We avoided the first fee by whipping off our clothes in front of the bus. Don’t worry our bathing suits were on underneath. At the bottom of the rickety steps up the volcano we deposited our sandals in the sack the tour guide held open and then carefully climbed up. At the top, I watched everyone in front drop slowly into the grey mud and struggle to stay upright and then struggle to shake off the masseuses. The volcano opening was smaller than I expected more like a large hot tub and there were at least 20 of us that had to fit in their. Hmm, I guess we were going to get to know our tour mates very well. Adrian climbed in first. He squealed like a pig in erm, mud and then squealed some more when the masseuse began slathering him with the mud. Adrian soon snapped out of it and began declining the massage but it was too late, the massage had started. The masseuse continued for a bit and then slid Adrian across the surface and into those crowded at one end. The objective seemed to be how many people they could cram into the little mud bath.
Now it was my turn. I handed our camera to the willing cameraman and tentatively stepped in. The mud was surprisingly cool to the touch but not cold. It was smooth but there were mysterious lumps suspended in it. It was also super thick and dense and once I managed to get upright (floating standing up rather than floating on my back) there was incredible pressure from the goop that pushed me up, making it impossible to get my shoulders under the surface. It was the strangest feeling in the world that caused most of us to laugh out of the uncanny nature of it all. And indeed we were so close together we bumped invisible body parts. But no one cared. One brave and strong guy actually managed to get his head under. He looked like the blue guy from the Watchmen when he resurfaced and soon discovered that the thick mud clung to his eyes, ears, lips and nose. And it was almost impossible to clear away.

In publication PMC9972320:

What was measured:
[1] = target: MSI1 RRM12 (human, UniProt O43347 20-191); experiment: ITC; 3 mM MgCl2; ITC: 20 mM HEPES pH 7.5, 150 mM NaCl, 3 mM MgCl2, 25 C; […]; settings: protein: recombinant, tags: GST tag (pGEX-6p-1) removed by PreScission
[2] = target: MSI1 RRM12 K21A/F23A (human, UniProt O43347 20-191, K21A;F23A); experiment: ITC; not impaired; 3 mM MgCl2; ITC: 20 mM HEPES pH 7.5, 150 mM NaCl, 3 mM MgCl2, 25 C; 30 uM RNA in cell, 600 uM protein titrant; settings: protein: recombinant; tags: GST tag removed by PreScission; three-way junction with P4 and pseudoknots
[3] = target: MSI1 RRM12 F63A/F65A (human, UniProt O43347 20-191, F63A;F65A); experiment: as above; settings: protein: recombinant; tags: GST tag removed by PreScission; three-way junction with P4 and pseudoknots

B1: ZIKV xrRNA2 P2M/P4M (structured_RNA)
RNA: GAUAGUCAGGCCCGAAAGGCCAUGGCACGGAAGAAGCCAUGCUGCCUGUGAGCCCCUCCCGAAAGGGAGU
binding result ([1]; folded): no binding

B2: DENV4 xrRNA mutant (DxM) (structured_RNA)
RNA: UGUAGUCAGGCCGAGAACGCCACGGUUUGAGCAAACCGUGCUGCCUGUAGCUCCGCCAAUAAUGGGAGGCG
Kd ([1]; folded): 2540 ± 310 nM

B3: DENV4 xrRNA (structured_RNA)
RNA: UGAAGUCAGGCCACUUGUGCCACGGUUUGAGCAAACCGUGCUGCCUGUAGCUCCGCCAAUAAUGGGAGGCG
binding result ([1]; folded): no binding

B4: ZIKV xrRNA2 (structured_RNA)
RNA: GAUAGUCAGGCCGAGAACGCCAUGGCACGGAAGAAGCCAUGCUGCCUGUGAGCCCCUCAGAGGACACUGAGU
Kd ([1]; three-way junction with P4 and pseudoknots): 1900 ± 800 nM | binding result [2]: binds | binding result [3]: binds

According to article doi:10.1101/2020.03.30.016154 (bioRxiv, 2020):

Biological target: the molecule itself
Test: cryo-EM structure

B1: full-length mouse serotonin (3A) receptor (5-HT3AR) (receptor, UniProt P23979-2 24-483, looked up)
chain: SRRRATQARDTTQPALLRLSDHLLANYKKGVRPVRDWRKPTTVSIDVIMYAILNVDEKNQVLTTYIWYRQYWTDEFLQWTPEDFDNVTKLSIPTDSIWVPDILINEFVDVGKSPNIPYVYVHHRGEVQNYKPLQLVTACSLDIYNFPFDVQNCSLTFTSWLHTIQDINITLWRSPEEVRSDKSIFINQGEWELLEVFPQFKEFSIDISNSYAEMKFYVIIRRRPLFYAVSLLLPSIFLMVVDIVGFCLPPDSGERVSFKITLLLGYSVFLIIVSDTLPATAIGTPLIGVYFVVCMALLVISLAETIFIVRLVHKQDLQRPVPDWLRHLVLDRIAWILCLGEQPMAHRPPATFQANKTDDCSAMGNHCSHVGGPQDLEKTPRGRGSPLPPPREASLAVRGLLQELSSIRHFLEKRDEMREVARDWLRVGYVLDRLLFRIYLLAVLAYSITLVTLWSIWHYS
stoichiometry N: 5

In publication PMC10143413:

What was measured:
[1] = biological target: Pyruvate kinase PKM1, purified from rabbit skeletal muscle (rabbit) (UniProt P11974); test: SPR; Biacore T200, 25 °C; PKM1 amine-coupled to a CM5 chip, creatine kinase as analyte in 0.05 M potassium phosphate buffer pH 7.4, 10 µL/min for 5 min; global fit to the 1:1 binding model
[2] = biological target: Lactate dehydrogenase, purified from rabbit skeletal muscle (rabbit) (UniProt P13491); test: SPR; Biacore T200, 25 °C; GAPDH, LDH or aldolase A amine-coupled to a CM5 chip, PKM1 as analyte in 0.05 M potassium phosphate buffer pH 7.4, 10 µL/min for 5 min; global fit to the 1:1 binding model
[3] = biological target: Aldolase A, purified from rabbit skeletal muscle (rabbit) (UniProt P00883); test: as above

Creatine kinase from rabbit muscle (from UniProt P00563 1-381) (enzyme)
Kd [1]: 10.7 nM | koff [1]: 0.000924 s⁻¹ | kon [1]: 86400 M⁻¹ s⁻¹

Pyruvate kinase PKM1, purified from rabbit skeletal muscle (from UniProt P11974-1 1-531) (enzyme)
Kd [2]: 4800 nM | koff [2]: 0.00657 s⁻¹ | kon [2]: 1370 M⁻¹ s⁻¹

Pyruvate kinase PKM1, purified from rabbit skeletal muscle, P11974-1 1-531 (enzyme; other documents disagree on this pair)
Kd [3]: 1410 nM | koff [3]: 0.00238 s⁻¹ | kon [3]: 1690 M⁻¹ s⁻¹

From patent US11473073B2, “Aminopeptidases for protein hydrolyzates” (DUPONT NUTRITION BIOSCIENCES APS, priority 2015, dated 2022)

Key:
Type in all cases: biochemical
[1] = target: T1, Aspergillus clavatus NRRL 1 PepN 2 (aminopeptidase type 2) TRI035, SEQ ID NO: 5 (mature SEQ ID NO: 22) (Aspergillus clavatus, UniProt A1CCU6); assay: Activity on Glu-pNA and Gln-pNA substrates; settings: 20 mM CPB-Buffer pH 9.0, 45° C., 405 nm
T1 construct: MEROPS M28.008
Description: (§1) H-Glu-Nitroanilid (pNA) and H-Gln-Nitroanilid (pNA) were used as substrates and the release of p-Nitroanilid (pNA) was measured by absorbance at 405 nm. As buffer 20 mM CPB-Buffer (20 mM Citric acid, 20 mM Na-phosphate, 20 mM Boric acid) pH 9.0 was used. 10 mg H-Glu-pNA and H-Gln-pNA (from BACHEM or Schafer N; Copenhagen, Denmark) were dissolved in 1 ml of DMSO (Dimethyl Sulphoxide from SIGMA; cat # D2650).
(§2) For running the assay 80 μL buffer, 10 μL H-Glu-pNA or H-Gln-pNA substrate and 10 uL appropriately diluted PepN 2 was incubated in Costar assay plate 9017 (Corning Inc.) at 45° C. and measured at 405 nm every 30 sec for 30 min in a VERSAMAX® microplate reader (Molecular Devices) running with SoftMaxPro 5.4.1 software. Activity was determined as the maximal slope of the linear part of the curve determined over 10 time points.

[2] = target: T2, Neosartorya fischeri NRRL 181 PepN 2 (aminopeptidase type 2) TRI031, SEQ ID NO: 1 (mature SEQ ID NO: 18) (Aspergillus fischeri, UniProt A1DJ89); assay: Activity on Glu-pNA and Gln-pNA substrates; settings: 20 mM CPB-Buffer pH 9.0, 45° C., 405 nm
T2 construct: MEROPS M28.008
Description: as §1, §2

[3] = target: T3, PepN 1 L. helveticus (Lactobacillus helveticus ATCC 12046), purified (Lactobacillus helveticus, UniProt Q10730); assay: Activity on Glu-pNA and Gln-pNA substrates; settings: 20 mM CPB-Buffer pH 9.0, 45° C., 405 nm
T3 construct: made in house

Up on the deck, the camerman now had about 30 cameras dangling from his arm (one for each person crammed in the volcano) but he somehow remembered which one belonged to each of us. He snapped pictures of the right grey blobs with the right camera. Meanwhile we went slipping and sliding in the mud. But the excuse was that it was good for the skin. At one point my legs popped up from under me and it was impossible to get them back down. I had to get Adrian to push them back under the surface. And I wasn’t the only one – legs popped up left and right and someone or some people was/were always there to push them under.